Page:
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Seven Common Reasons Your Freezer Is Leaking

Freezer Leaking
Sep 2020

It is important to have a reliable freezer all year long that keeps food frozen and stored properly. But what happens when you discover a leak under your freezer? First off, don’t panic. Depending on the freezer’s age and temperature setting, a leaking freezer is a common occurrence that signals that something is amiss.

In most cases, when your freezer starts to leak, it’s important to contact a freezer repair service in the GTA to get a professional to check it out. Finding the primary cause of what is making your freezer leak is a challenging task. To help you out, we have rounded up seven common reasons why your freezer is leaking and what to do to locate the problem.

Locate the Main Source of the Leak

The first step to finding the solution to a leaking freezer is to defrost it. By defrosting the freezer, it can establish the main source of the leak. In some cases, some freezers might only need to be defrosted to solve the problem.

Over a long period of time, if the freezer has never been defrosted, ice can block small parts of your freezer from operating properly. Annual freezer defrosting is recommended, as it’s a good maintenance activity to prolong its lifespan.

Here are the steps on how to defrost a freezer if you find a leak. Keep in mind, depending on the thickness of the ice, you may need to attempt one to two methods or combine all of the methods of defrosting to find the source of the leak.

  1. The safest and simplest method takes one day or more, depending on the season and ice thickness of the freezer. Leave the freezer door open and check it every hour or two to clean up the water as it leaks.
  2. This step requires you to fill a ceramic bowl of hot water and place it in the freezer for 30 minutes and close the door. After half an hour, take the bowl out and clean up the water. Repeat this method until all the ice is gone.
  3. This step is for removing chunks of ice that are frozen in hard-to-reach corners of the freezer. You will need a spatula or hand scraper. Dab a cloth in hot water and a teaspoon of rubbing alcohol. Lay the hot cloth on the iced area. After two minutes, remove the cloth and remove the ice chunks with the scraper.
  4. If you want to defrost your freezer within a day, set up a box fan in front of the opened freezer. Turn on the fan on medium to high speed, and the air circulation will speed up the process with melting the ice. Check the freezer every 30 to 45 minutes to clean up the water.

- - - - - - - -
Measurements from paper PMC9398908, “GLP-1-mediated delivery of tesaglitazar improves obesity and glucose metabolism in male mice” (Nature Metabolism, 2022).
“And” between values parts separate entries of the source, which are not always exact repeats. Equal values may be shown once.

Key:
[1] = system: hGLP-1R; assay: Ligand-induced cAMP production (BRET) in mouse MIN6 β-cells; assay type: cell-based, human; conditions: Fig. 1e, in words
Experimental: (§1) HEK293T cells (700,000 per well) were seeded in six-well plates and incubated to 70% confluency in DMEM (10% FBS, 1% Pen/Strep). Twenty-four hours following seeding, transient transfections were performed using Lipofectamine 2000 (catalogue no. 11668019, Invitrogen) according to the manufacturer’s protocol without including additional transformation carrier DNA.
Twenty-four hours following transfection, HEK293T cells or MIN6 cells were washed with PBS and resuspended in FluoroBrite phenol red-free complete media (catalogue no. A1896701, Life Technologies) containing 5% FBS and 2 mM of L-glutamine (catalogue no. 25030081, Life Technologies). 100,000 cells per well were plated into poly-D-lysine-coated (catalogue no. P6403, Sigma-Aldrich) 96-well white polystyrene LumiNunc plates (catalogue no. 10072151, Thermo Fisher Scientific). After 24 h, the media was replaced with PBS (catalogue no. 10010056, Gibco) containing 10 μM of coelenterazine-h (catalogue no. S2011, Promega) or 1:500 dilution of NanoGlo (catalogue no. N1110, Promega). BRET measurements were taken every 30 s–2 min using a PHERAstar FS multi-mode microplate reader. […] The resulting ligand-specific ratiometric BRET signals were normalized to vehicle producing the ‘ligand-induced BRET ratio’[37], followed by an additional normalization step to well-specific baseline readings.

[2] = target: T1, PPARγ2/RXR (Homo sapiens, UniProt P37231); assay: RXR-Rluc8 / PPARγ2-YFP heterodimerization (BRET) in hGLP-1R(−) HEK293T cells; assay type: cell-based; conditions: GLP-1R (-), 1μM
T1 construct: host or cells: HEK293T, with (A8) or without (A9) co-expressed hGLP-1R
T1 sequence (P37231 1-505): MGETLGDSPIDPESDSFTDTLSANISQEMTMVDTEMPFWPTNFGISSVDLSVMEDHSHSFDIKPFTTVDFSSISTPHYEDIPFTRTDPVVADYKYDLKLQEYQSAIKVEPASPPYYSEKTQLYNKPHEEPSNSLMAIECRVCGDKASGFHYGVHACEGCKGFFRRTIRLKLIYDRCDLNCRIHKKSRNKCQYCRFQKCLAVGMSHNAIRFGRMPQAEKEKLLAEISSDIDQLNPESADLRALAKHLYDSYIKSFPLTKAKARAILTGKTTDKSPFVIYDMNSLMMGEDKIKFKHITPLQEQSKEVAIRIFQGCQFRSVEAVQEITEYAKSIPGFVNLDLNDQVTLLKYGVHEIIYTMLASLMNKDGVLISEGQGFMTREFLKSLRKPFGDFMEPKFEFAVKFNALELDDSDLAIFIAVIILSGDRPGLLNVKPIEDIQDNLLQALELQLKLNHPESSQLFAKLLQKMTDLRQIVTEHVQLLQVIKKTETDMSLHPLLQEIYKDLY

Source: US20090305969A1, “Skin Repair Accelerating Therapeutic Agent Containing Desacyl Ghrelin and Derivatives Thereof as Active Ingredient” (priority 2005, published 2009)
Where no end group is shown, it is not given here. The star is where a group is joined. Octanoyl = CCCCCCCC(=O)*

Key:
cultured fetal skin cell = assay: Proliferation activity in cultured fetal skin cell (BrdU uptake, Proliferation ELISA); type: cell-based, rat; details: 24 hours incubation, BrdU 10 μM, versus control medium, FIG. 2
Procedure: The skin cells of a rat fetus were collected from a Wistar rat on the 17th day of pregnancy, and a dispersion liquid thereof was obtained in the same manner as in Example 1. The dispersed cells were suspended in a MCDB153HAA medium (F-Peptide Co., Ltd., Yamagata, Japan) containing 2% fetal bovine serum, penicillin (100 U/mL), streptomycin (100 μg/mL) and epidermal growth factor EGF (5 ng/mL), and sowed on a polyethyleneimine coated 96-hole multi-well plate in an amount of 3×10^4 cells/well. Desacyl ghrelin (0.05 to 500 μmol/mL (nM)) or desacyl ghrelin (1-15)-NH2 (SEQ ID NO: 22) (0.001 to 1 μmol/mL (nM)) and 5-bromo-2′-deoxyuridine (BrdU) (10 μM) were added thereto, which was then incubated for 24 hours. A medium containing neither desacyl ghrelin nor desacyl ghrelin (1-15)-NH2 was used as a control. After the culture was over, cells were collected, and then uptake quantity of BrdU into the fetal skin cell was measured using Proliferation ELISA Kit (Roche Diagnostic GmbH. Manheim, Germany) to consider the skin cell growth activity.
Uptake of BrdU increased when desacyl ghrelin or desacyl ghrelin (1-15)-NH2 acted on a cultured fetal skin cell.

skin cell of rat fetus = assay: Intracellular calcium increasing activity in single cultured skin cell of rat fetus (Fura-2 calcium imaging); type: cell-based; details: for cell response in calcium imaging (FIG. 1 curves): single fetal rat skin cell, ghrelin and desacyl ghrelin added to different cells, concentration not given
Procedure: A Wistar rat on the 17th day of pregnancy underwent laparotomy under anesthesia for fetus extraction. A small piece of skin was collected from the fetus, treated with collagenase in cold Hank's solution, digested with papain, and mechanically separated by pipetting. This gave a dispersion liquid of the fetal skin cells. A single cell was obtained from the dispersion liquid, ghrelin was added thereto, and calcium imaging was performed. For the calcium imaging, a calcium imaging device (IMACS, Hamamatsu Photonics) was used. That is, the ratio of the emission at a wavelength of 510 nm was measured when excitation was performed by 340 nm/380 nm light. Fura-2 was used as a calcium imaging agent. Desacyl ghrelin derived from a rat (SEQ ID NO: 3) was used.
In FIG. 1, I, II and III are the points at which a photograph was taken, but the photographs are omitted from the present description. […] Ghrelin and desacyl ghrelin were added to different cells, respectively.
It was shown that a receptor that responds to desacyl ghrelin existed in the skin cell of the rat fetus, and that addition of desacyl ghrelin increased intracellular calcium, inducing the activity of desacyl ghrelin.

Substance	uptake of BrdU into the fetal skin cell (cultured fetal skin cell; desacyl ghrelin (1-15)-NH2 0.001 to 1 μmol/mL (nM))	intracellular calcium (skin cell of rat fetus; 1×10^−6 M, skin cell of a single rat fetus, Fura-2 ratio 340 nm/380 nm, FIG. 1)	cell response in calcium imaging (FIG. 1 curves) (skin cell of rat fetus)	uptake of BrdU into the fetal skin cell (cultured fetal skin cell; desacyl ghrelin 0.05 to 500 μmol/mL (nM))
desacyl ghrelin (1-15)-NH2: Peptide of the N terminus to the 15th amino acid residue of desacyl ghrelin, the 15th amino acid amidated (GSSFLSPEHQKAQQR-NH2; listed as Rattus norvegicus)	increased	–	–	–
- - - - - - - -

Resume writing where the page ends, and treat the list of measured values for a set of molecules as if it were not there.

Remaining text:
5. For those with a wet/dry vacuum, use the vacuum’s blowing mode to melt the ice and alternate to vacuum mode to suck up the ice water.


Related article: Why Is the Freezer Not Cold Enough and How to Repair


Check for Mould and Gaps in the Seal

Inspect the seals along the inside of the freezer door for mould. If no mould exists, check the outside and inside of the freezer door for gaps. Gaps in the seal of the freezer door mean it isn’t secured properly, and this can cause cold air to form and leak from the inside.

The cold air that escapes through the freezer door gaps can potentially cause mould to grow on food. Gaps in the seal cause the internal freezer temperature to drop and melt the ice, causing the freezer to leak. If you do detect gaps in the seal, the solution is to have the gasket replaced.

Check the Freezer Drain Hose

When the freezer drain hose malfunctions, it can cause the freezer to leak. The only time when a freezer should be draining is when it’s on defrost mode. If you observe that your freezer is draining during normal cycles, there is a problem with it and you should contact an appliance repair professional to fix it.

Check the Drip Pan

When a freezer defrosts, the water flows to the drip pan. If you have never checked it, now is the time to make sure the drip pan at the bottom of the freezer hasn’t gotten full. If the drip pan is full, it will overflow and leak. You need to remove it and dispose of the water. After putting the empty drip pan back into the freezer, if it fills up before the next defrost cycle, you should call a professional for freezer repairs.

Check the Drain Hose and Coupler

Besides the drip pan, check the drain hose and coupler to make sure they haven’t gotten loose or detached. If the drain hose and coupler have cracked or split, this is the main culprit of the leak, and they need to be replaced.

Check for a Blocked Drain Line

Sometimes, it’s not something inside the freezer that is causing it to leak, but the pipeline through which the freezer drains getting clogged up with dirt and debris caused by defrosting. Check to see if the drain line is blocked by running water through it. If water does not come out the other end, that means it’s blocked, and only a professional freezer repair specialist can replace it.

Replace the Thermostat

Last but not least, if the freezer is more than ten years old, it might be possible that the thermostat is malfunctioning and needs to be replaced. Check to see that the thermostat is sitting at the correct temperature and apply the watch-and-see method. If the freezer continues to melt, leak, then refreeze, it’s time to get it replaced by a freezer repair technician.

Now that you know the seven common reasons your freezer is leaking, you should be able to do your troubleshooting and, hopefully, solve the problem with a few freezer part replacements. However, if you have replaced the thermostat, drip pan, and drain hose and it’s still leaking, it’s time for one of our professional technicians at Prime Appliance Repairs to take a look and see what solutions can be applied.

To order request service for our freezer repairs in Toronto and the GTA, call Prime Appliance Repairs at 647-952-1517 or contact us here.

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